SAN DIEGO — The city of San Diego made its full annual pension contribution Monday, just days after the San Diego City Employees Retirement System board failed to lower its bill to the municipal government.
The payment blew a $25 million hole in the city’s budget for the fiscal year that started Monday because the mayor’s office and City Council built the spending plan around a recent agreement with employee unions. The budget writers expected the retirement contribution to go down by that amount as a result of the deal.
However, the SDCERS board came one vote short last week of lowering this year’s contribution from $275.4 million to around $250 million.
An SDCERS spokeswoman said if the board later recommends a lower bill, tax laws will prevent a refund from being issued to the city. The result is the $25 million in expected savings won’t materialize.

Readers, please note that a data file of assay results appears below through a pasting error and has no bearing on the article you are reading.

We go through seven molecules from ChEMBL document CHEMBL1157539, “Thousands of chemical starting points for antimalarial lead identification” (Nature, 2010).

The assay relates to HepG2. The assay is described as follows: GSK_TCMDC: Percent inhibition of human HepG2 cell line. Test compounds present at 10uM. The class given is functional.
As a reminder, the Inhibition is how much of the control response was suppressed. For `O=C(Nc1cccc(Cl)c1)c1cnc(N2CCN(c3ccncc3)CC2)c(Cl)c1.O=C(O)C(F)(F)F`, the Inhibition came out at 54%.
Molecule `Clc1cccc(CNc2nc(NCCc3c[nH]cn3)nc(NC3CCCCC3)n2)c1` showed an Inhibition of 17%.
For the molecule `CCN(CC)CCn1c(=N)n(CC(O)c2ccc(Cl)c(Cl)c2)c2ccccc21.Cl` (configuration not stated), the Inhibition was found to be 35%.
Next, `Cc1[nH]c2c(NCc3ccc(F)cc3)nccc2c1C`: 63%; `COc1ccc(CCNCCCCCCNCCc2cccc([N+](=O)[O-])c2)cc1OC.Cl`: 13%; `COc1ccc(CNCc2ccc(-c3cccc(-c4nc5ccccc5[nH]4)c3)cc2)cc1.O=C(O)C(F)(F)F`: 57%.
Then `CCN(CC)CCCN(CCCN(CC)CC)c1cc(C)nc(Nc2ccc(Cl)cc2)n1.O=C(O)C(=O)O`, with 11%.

More than $19 million was slated for the city’s general fund, which pays for basic services like public safety and recreation centers.
Todd Gloria, president of the San Diego City Council and head of its Budget Committee, said city officials will have to revisit the budget that was passed just last month.
Gloria said about $10 million in employee compensation hikes envisioned in the five-year labor deals will have to come from reserves.
Funding is unlikely to be available for planned increases in library hours, additional recruits for police academies and improvements to the Mission Trails Regional Park campground and visitors’ center, he said.
Gloria said savings from the labor deal will be realized in future fiscal years.